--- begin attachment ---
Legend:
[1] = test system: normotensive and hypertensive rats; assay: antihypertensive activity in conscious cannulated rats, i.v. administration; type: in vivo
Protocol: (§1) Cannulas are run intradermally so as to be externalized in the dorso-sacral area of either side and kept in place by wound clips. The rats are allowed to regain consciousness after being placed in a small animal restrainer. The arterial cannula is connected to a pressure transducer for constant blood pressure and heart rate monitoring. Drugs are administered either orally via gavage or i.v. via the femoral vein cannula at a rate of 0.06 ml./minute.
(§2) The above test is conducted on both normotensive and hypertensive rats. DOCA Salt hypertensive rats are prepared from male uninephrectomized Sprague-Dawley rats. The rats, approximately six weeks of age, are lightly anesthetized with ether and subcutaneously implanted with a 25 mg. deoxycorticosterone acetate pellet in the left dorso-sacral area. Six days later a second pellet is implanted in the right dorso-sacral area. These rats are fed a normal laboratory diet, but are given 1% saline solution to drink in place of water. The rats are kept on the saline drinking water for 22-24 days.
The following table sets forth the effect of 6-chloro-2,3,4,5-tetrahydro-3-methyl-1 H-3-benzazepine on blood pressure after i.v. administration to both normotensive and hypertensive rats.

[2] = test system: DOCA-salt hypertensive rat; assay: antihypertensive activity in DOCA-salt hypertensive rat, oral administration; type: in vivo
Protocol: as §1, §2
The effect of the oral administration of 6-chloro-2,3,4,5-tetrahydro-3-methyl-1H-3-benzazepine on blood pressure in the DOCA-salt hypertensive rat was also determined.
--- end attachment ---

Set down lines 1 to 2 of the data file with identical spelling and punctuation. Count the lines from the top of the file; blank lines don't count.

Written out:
Legend:
[1] = test system: normotensive and hypertensive rats; assay: antihypertensive activity in conscious cannulated rats, i.v. administration; type: in vivo